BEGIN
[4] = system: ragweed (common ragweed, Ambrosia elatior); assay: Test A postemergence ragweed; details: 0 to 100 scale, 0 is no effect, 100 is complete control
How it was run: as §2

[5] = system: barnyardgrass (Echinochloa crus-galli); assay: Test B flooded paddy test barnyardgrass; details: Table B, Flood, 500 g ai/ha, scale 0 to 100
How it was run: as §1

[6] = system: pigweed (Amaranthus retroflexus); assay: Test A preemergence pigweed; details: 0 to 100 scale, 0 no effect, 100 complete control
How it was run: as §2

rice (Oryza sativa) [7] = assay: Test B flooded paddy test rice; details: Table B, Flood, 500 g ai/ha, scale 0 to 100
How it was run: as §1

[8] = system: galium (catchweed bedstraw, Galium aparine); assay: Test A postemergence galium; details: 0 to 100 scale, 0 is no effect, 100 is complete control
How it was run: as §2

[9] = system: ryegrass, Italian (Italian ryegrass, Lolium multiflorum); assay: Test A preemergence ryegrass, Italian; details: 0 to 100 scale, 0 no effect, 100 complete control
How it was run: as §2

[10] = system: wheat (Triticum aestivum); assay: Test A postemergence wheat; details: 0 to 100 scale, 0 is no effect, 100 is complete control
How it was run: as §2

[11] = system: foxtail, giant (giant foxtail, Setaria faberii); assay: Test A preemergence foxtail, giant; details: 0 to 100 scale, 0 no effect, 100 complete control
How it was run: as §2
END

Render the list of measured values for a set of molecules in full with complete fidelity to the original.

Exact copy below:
[4] = system: ragweed (common ragweed, Ambrosia elatior); assay: Test A postemergence ragweed; details: 0 to 100 scale, 0 is no effect, 100 is complete control
How it was run: as §2

[5] = system: barnyardgrass (Echinochloa crus-galli); assay: Test B flooded paddy test barnyardgrass; details: Table B, Flood, 500 g ai/ha, scale 0 to 100
How it was run: as §1

[6] = system: pigweed (Amaranthus retroflexus); assay: Test A preemergence pigweed; details: 0 to 100 scale, 0 no effect, 100 complete control
How it was run: as §2

rice (Oryza sativa) [7] = assay: Test B flooded paddy test rice; details: Table B, Flood, 500 g ai/ha, scale 0 to 100
How it was run: as §1

[8] = system: galium (catchweed bedstraw, Galium aparine); assay: Test A postemergence galium; details: 0 to 100 scale, 0 is no effect, 100 is complete control
How it was run: as §2

[9] = system: ryegrass, Italian (Italian ryegrass, Lolium multiflorum); assay: Test A preemergence ryegrass, Italian; details: 0 to 100 scale, 0 no effect, 100 complete control
How it was run: as §2

[10] = system: wheat (Triticum aestivum); assay: Test A postemergence wheat; details: 0 to 100 scale, 0 is no effect, 100 is complete control
How it was run: as §2

[11] = system: foxtail, giant (giant foxtail, Setaria faberii); assay: Test A preemergence foxtail, giant; details: 0 to 100 scale, 0 no effect, 100 complete control
How it was run: as §2